Flight Delays Are – 'Out of Control' Schumer Says
July 29, 2009
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  • ‘Mary Chao

    Staff writer

    October 10, 2007

    Citing statistics that Rochester air travelers are faced with worsening delays, Sen. Charles Schumer called Tuesday for improvements to air traffic control systems both here and nationally.

    The New York Democrat, giving his argument an unintentional boost, arrived 30 minutes late for his scheduled news conference at Greater Rochester International Airport.

    Schumer said airport delays have risen sharply, severely affecting business and leisure travel.

    Part of the problem stems from increased air traffic. Low-cost carriers such as JetBlue and AirTran have significantly boosted travel to and from Rochester, with overall operations at the airport growing from 1.18 million passengers in 2002 to 1.4 million in 2006.

    Over the same period, departure delays grew from 11 percent to 28 percent of flights while arrival delays rose from 18 percent to 35 percent, according to federal statistics.

    Greater Rochester International isn’t to blame, Schumer said, noting that almost all upstate cities are plagued by the same issue.

    Schumer said the Federal Aviation Administration has done a poor job of managing congestion at hub cities with busier airports, such as LaGuardia and John F. Kennedy airports in New York City.

    “When you’re delayed, it’s not just for a few minutes anymore,” Schumer said, noting the average wait for flights delayed from JFK to Rochester is now 68 minutes.

    “Flight delays are off the chart and out of control,” he said.

    Schumer’s plan calls for several moves, including filling the FAA’s currently vacant top position and increasing the number of air traffic controllers.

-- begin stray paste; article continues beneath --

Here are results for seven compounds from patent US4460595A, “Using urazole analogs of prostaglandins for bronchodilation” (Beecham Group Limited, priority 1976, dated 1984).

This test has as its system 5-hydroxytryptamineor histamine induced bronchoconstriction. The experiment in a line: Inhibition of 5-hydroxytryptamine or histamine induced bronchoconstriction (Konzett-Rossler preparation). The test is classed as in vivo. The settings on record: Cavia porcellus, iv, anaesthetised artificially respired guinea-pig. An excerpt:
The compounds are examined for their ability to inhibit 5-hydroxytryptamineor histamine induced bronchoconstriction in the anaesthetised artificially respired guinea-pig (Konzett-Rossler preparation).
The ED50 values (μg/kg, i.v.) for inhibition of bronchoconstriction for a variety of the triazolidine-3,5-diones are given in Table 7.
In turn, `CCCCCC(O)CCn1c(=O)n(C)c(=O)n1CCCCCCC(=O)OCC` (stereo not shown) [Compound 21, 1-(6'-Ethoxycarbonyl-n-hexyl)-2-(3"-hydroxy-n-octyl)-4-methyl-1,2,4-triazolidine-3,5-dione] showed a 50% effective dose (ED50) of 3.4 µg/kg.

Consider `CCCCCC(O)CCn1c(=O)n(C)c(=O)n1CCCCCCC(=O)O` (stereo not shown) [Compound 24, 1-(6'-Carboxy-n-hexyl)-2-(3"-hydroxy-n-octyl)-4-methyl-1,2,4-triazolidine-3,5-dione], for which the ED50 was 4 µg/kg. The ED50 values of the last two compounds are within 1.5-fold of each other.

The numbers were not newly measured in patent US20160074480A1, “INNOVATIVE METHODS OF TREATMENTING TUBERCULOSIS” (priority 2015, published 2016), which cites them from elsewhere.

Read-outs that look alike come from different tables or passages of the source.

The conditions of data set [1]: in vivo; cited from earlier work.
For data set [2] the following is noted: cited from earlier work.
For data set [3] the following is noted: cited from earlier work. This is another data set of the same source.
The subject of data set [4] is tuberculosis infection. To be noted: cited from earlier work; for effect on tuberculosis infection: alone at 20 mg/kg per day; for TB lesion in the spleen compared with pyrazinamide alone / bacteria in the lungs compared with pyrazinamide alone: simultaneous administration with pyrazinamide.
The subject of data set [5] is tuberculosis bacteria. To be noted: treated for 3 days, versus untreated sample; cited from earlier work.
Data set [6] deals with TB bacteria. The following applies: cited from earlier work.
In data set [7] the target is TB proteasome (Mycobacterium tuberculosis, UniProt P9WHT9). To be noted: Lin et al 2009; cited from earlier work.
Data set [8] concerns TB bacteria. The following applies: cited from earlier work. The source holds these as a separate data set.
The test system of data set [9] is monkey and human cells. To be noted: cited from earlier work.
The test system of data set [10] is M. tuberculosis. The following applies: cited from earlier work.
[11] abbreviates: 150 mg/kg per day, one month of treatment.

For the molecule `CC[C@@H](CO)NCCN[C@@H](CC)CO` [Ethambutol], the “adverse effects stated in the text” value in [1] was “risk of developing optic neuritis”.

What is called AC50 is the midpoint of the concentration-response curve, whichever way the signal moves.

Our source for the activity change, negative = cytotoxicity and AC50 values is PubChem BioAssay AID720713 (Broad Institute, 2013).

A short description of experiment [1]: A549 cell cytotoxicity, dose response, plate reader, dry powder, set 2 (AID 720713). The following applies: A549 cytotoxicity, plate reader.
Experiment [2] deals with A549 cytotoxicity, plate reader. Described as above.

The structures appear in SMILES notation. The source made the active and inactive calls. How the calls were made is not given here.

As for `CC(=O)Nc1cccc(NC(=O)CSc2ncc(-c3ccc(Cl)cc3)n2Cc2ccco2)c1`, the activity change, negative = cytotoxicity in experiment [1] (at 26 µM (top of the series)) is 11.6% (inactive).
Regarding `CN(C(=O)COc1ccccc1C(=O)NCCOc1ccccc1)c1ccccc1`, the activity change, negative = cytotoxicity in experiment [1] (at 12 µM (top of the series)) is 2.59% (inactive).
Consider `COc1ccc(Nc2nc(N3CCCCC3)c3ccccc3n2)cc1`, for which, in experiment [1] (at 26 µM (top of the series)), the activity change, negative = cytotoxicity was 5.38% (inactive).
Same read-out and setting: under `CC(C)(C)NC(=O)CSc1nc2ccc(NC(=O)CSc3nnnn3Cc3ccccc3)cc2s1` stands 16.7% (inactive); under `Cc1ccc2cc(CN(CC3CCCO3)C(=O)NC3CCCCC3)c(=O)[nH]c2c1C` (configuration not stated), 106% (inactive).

Rochester has 23 air traffic controllers when it should have 30, the senator said.

    Another crucial step in managing air congestion, he said, is the implementation of next-generation technology at airports around the country that uses a satellite-based air traffic control system. Such technology is in use in some European nations, he said.

    President Bush last month addressed the growing air travel delay problems and told Transportation Secretary Mary Peters to find a solution by year’s end. Bush also urged Congress to look at ways to modernize the FAA.

    David Damelio, director of Greater Rochester International, said he agrees with Schumer’s initiatives. Having more air traffic controllers and addressing issues at major travel hubs will help reduce air congestion, he said.

    “Rochester and other cities are suffering because of other airports,” Damelio said.

    But Rochester’s woes are minor compared with those of other cities, said Elaine Lucas of Austin, Texas.

    While waiting to board a flight after visiting area relatives, Lucas said her family avoids being routed through Chicago because of the long delays there.

    “We’ve had pretty good luck with Rochester,” she said.

    Date: 2007-10-10